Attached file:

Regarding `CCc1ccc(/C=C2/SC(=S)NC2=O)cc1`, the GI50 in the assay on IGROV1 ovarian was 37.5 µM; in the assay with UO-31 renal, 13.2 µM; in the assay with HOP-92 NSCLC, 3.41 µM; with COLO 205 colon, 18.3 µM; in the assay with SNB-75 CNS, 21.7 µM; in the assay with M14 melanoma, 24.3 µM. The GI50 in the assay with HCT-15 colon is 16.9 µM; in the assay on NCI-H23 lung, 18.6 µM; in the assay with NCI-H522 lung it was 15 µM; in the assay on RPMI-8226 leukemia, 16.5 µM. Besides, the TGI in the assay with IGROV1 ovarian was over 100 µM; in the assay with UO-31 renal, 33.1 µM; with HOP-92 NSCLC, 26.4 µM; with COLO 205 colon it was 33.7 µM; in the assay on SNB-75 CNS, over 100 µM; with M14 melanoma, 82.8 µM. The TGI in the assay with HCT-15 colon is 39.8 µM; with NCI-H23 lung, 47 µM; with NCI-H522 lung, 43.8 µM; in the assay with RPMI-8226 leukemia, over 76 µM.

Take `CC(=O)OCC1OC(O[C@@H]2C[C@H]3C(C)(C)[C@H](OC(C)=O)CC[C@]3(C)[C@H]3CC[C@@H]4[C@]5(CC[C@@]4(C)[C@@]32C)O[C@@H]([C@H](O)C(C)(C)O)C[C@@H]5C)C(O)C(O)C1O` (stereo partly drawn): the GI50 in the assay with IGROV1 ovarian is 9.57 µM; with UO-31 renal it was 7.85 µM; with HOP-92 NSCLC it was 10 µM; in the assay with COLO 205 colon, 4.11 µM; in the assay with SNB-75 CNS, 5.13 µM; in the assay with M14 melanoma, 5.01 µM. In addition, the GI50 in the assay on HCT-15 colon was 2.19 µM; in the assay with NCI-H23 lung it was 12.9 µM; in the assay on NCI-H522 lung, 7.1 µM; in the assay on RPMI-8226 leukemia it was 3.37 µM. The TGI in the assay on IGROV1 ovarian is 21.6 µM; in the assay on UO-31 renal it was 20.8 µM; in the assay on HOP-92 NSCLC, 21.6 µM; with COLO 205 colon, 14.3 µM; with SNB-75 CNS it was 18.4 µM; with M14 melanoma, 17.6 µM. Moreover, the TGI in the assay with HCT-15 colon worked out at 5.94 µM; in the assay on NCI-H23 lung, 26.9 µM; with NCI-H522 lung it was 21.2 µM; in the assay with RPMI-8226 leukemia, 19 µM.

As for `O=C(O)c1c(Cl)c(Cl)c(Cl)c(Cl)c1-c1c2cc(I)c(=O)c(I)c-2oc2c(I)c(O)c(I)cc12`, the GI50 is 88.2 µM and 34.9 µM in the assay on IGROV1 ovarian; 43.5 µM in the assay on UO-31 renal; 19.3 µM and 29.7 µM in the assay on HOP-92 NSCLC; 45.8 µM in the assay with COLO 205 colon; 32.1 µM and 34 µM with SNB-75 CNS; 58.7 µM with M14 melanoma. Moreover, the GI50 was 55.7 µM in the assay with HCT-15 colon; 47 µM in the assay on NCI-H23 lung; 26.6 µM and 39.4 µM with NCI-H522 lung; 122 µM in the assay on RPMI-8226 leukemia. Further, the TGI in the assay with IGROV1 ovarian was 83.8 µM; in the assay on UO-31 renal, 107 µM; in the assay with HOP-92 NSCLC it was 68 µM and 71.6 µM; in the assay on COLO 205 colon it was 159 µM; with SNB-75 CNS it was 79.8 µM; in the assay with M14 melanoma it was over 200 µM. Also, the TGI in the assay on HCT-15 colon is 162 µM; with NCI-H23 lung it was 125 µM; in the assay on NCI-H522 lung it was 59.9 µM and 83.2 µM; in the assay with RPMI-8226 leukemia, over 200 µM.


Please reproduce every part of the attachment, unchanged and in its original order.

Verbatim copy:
Regarding `CCc1ccc(/C=C2/SC(=S)NC2=O)cc1`, the GI50 in the assay on IGROV1 ovarian was 37.5 µM; in the assay with UO-31 renal, 13.2 µM; in the assay with HOP-92 NSCLC, 3.41 µM; with COLO 205 colon, 18.3 µM; in the assay with SNB-75 CNS, 21.7 µM; in the assay with M14 melanoma, 24.3 µM. The GI50 in the assay with HCT-15 colon is 16.9 µM; in the assay on NCI-H23 lung, 18.6 µM; in the assay with NCI-H522 lung it was 15 µM; in the assay on RPMI-8226 leukemia, 16.5 µM. Besides, the TGI in the assay with IGROV1 ovarian was over 100 µM; in the assay with UO-31 renal, 33.1 µM; with HOP-92 NSCLC, 26.4 µM; with COLO 205 colon it was 33.7 µM; in the assay on SNB-75 CNS, over 100 µM; with M14 melanoma, 82.8 µM. The TGI in the assay with HCT-15 colon is 39.8 µM; with NCI-H23 lung, 47 µM; with NCI-H522 lung, 43.8 µM; in the assay with RPMI-8226 leukemia, over 76 µM.

Take `CC(=O)OCC1OC(O[C@@H]2C[C@H]3C(C)(C)[C@H](OC(C)=O)CC[C@]3(C)[C@H]3CC[C@@H]4[C@]5(CC[C@@]4(C)[C@@]32C)O[C@@H]([C@H](O)C(C)(C)O)C[C@@H]5C)C(O)C(O)C1O` (stereo partly drawn): the GI50 in the assay with IGROV1 ovarian is 9.57 µM; with UO-31 renal it was 7.85 µM; with HOP-92 NSCLC it was 10 µM; in the assay with COLO 205 colon, 4.11 µM; in the assay with SNB-75 CNS, 5.13 µM; in the assay with M14 melanoma, 5.01 µM. In addition, the GI50 in the assay on HCT-15 colon was 2.19 µM; in the assay with NCI-H23 lung it was 12.9 µM; in the assay on NCI-H522 lung, 7.1 µM; in the assay on RPMI-8226 leukemia it was 3.37 µM. The TGI in the assay on IGROV1 ovarian is 21.6 µM; in the assay on UO-31 renal it was 20.8 µM; in the assay on HOP-92 NSCLC, 21.6 µM; with COLO 205 colon, 14.3 µM; with SNB-75 CNS it was 18.4 µM; with M14 melanoma, 17.6 µM. Moreover, the TGI in the assay with HCT-15 colon worked out at 5.94 µM; in the assay on NCI-H23 lung, 26.9 µM; with NCI-H522 lung it was 21.2 µM; in the assay with RPMI-8226 leukemia, 19 µM.

As for `O=C(O)c1c(Cl)c(Cl)c(Cl)c(Cl)c1-c1c2cc(I)c(=O)c(I)c-2oc2c(I)c(O)c(I)cc12`, the GI50 is 88.2 µM and 34.9 µM in the assay on IGROV1 ovarian; 43.5 µM in the assay on UO-31 renal; 19.3 µM and 29.7 µM in the assay on HOP-92 NSCLC; 45.8 µM in the assay with COLO 205 colon; 32.1 µM and 34 µM with SNB-75 CNS; 58.7 µM with M14 melanoma. Moreover, the GI50 was 55.7 µM in the assay with HCT-15 colon; 47 µM in the assay on NCI-H23 lung; 26.6 µM and 39.4 µM with NCI-H522 lung; 122 µM in the assay on RPMI-8226 leukemia. Further, the TGI in the assay with IGROV1 ovarian was 83.8 µM; in the assay on UO-31 renal, 107 µM; in the assay with HOP-92 NSCLC it was 68 µM and 71.6 µM; in the assay on COLO 205 colon it was 159 µM; with SNB-75 CNS it was 79.8 µM; in the assay with M14 melanoma it was over 200 µM. Also, the TGI in the assay on HCT-15 colon is 162 µM; with NCI-H23 lung it was 125 µM; in the assay on NCI-H522 lung it was 59.9 µM and 83.2 µM; in the assay with RPMI-8226 leukemia, over 200 µM.